Eggplant, like a whoopie cushion, deflates into a soft mass after it's baked in the oven for half an hour. While the skin is bitter until cooked, the roasted mushy flesh becomes sweet. Baba Ganoush is finished with a quick spin in a blender or food processor. Serve it as a side -- or, cut pita bread into triangles and serve it as a dip at your next get-together.
An Eggplant just looks funny: a black/purple, oddly shaped, inflated veggie balloon (and, it's as light as one, too.) But, boy does it taste good when prepared my way. The other ingredients are cheap enough: sesame seeds, olive oil, chopped garlic, lemon juice, and a couple of optional ingredients: ground paprika and parsley.
Baba Ganoush, like hummas, is made with Tahini: peanut butter-like, oily, ground sesame seeds. In my video that's what I used. But, I also show you how to make a taste-similar version of Tahini -- easily made by adding a couple of tablespoons of sesame seeds to your coffee grinder (or spice grinder) and blending until it's a powder (it doesn't grind every last seed, but does well enough.) It's the same thing, really, just in a slightly damp powder form. It's the molecular gastronomic version a Top Chef would sprinkle over some deconstructed dish.
If your local market doesn't stock Tahini, and you're not interested in grinding sesame seeds, then you can substitute with a teaspoon of peanut butter (just don't tell your Middle Eastern dining guests!) Peanut butter has a similar taste, but it's much stronger than Tahini, so you want to use half the amount. Or, for the easiest option of all, just use sesame oil. The taste is milder, but it will suffice.
So pull up a chair and check out the 99 Cent Chef's latest Wife Approved recipe video, for Baba Ganoush. It's a fun, stop-motion animated delight of time-lapse deflating eggplants -- full of icky, gooey, veggie innards pulsed into a smooth delectable dip.
Baba Ganoush - Video
Play it here. Video runs 3 minutes, 3 seconds.
Play it here. Video runs 3 minutes, 3 seconds.
To view or embed from YouTube, click here.
Ingredients (2-3 servings)
- 4 Japanese eggplants - or, 2 regular eggplants. (I got about 1 1/2 cups cooked flesh.)
- 2 tablespoons Tahini - You can make your own by adding 2 tablespoons of sesame seeds to a coffee grinder, and pulverize. Or, just blend in a 2 tablespoons of sesame oil, instead of olive oil. You could even substitute Tahini with a teaspoon of peanut butter.
- 1 tablespoon of chopped garlic - fresh, or from jar.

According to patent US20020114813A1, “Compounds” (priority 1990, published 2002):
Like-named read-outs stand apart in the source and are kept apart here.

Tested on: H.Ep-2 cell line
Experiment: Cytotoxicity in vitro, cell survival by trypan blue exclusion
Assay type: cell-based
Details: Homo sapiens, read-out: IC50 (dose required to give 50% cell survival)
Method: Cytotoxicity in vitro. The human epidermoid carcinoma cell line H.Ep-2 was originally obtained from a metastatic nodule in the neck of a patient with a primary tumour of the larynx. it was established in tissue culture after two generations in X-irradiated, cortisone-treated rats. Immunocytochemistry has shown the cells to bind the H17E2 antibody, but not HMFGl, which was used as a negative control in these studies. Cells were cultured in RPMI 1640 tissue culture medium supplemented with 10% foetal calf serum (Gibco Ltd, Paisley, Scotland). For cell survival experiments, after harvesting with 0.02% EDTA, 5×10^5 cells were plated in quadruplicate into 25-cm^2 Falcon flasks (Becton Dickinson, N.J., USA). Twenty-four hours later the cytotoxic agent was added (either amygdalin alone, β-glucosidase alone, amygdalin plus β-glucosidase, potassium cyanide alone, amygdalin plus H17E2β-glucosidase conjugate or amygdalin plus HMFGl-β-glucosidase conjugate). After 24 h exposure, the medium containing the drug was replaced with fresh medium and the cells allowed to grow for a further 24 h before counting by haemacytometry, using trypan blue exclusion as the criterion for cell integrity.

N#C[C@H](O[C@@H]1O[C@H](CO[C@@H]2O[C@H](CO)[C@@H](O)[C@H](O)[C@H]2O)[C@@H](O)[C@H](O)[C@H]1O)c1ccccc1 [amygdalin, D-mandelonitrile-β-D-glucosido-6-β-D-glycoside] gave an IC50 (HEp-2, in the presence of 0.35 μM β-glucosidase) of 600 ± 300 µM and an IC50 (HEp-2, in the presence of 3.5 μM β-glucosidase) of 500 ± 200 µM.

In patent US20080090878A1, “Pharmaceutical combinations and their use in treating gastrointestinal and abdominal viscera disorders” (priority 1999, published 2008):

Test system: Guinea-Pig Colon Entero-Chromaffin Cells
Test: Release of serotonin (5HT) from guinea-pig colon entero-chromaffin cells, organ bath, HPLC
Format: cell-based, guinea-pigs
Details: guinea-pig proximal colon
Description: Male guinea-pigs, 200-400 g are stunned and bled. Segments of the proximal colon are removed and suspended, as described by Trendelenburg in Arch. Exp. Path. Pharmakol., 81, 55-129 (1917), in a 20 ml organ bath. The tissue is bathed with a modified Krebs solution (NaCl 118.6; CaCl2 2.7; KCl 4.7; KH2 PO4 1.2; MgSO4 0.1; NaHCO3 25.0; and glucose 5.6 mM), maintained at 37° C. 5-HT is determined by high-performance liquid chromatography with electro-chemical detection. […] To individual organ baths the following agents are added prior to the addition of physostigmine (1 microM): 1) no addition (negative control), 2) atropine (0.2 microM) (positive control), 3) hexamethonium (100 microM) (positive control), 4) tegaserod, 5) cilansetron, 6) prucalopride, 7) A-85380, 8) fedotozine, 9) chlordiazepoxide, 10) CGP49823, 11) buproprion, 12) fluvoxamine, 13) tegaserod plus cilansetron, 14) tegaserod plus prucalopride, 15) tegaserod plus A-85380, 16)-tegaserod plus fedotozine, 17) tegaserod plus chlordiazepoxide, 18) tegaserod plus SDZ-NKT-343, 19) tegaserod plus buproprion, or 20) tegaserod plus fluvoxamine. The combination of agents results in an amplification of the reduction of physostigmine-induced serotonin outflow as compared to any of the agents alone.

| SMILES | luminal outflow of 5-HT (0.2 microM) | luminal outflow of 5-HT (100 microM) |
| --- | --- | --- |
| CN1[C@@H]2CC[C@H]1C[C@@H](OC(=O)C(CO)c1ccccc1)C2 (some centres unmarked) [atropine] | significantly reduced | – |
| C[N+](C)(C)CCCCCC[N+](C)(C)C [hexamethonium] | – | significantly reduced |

- 2 tablespoons of lemon juice - fresh or from a bottle. In the video I used lime.
- 4 tablespoons of olive oil - 1 for baking (optional,) 2 for blending, and 1 more for drizzling on Baba Ganoush before serving.
- Handful of parsley - or tablespoon of dried. Save a chopped sprig for presentation. Optional.
- 1 teaspoon of paprika - optional.
- Salt and pepper to taste.
Slice into one side of the eggplant, or poke it all over with a fork -- you need to do this, or the eggplant may explode into a mess in your oven. Drizzle on a tablespoon of olive oil and rub on eggplant skin. It doesn't need to cover every bit of eggplant surface; it just helps conduct the heat (oiling optional.)
Cover eggplant in a casserole dish, or place in a large pan (or cookie sheet) and cover with foil. I used Japanese eggplant so this was easy to do; however if you are using a more typical large eggplant, poke it, then just wrap it in foil. Bake for 30 minutes at 400 degrees.
When eggplant is done, unwrap it and allow to cool for 10 minutes. It will continue to seam and soften in its skin. After it is cool enough to handle, split it open and spoon out the soft flesh into a bowl or plate. Toward the tapering stem, the meat may be stringy, but still usable -- it will mash and blend fine.
Finally, mix all the ingredients into a blender or food processor, and season with a dash of salt and pepper. Pulse and blend until it is a smooth mass, similar to hummus or cooked grits. You could also just mash it all together with a fork, until the texture is like oatmeal. The flavors deepen and intensify if you let the Baba Ganoush sit covered in the refrigerator for a couple of hours; then set it out until it reaches room temperature.
To serve, just spoon it into a serving bowl and sprinkle on some chopped parsley (optional) and finish with a light drizzle of olive oil. I like to cut up a pita into triangles, for easy scooping. For the carb-wary, substitute with some sliced veggie sticks like carrots, celery, broccoli, or any favorite crunchy veggie. It's fine to just plop some on the plate and use it like a sweet gravy.
I recently made the dish a second time, and I baked the eggplant without an olive oil coating and it softened fine, so you can leave out that step, if you want to.
As mentioned earlier, peanut butter is a convenient substitution -- just be sure to use half the amount asked for with Tahini. The next time I make it, I will try a version without the powdered paprika, or use even less. Usually when I get Baba Ganoush at a Persian or Israeli restaurant, they drizzle on olive oil, but you don't have to do this -- to keep things low calorie.
I got a cup and a half of cooked flesh from the eggplant. Your amount may vary, but don't worry if you have less or more, just roll with it. Baba Ganoush is versatile enough to play around with adding and subtracting the ingredients -- that's what this chintzy chef does all the time, play in the kitchen!